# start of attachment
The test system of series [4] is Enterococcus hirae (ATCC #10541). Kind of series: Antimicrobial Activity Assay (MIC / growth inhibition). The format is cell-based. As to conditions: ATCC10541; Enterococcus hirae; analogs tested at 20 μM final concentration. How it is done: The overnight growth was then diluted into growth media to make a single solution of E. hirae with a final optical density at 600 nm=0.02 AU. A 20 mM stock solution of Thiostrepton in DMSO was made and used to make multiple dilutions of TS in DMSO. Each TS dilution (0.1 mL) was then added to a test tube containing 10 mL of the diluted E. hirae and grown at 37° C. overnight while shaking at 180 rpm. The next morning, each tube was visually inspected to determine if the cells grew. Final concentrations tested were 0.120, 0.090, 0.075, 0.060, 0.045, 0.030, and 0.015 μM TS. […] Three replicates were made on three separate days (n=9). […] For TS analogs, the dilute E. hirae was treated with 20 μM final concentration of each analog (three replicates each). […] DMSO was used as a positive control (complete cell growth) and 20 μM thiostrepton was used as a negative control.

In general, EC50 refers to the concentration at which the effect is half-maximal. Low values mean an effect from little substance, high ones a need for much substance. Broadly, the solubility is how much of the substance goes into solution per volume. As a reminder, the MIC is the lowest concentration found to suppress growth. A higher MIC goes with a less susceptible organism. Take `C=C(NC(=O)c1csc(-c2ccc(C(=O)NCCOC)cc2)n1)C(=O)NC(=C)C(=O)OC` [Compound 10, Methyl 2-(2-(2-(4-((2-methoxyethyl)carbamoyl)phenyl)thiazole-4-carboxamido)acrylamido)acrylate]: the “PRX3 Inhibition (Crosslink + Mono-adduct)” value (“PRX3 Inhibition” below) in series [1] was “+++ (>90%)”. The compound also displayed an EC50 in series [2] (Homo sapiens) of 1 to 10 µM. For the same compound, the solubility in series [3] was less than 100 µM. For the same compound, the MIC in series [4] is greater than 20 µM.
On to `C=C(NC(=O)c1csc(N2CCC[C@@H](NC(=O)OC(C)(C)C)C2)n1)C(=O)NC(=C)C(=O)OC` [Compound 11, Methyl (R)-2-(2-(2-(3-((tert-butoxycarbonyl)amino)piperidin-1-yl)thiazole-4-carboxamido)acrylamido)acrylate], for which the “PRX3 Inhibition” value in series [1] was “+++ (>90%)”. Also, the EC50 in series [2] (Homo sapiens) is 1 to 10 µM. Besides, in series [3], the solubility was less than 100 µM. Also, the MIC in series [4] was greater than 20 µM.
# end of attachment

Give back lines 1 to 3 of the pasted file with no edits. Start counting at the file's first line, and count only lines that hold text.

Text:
The test system of series [4] is Enterococcus hirae (ATCC #10541). Kind of series: Antimicrobial Activity Assay (MIC / growth inhibition). The format is cell-based. As to conditions: ATCC10541; Enterococcus hirae; analogs tested at 20 μM final concentration. How it is done: The overnight growth was then diluted into growth media to make a single solution of E. hirae with a final optical density at 600 nm=0.02 AU. A 20 mM stock solution of Thiostrepton in DMSO was made and used to make multiple dilutions of TS in DMSO. Each TS dilution (0.1 mL) was then added to a test tube containing 10 mL of the diluted E. hirae and grown at 37° C. overnight while shaking at 180 rpm. The next morning, each tube was visually inspected to determine if the cells grew. Final concentrations tested were 0.120, 0.090, 0.075, 0.060, 0.045, 0.030, and 0.015 μM TS. […] Three replicates were made on three separate days (n=9). […] For TS analogs, the dilute E. hirae was treated with 20 μM final concentration of each analog (three replicates each). […] DMSO was used as a positive control (complete cell growth) and 20 μM thiostrepton was used as a negative control.

In general, EC50 refers to the concentration at which the effect is half-maximal. Low values mean an effect from little substance, high ones a need for much substance. Broadly, the solubility is how much of the substance goes into solution per volume. As a reminder, the MIC is the lowest concentration found to suppress growth. A higher MIC goes with a less susceptible organism. Take `C=C(NC(=O)c1csc(-c2ccc(C(=O)NCCOC)cc2)n1)C(=O)NC(=C)C(=O)OC` [Compound 10, Methyl 2-(2-(2-(4-((2-methoxyethyl)carbamoyl)phenyl)thiazole-4-carboxamido)acrylamido)acrylate]: the “PRX3 Inhibition (Crosslink + Mono-adduct)” value (“PRX3 Inhibition” below) in series [1] was “+++ (>90%)”. The compound also displayed an EC50 in series [2] (Homo sapiens) of 1 to 10 µM. For the same compound, the solubility in series [3] was less than 100 µM. For the same compound, the MIC in series [4] is greater than 20 µM.
On to `C=C(NC(=O)c1csc(N2CCC[C@@H](NC(=O)OC(C)(C)C)C2)n1)C(=O)NC(=C)C(=O)OC` [Compound 11, Methyl (R)-2-(2-(2-(3-((tert-butoxycarbonyl)amino)piperidin-1-yl)thiazole-4-carboxamido)acrylamido)acrylate], for which the “PRX3 Inhibition” value in series [1] was “+++ (>90%)”. Also, the EC50 in series [2] (Homo sapiens) is 1 to 10 µM. Besides, in series [3], the solubility was less than 100 µM. Also, the MIC in series [4] was greater than 20 µM.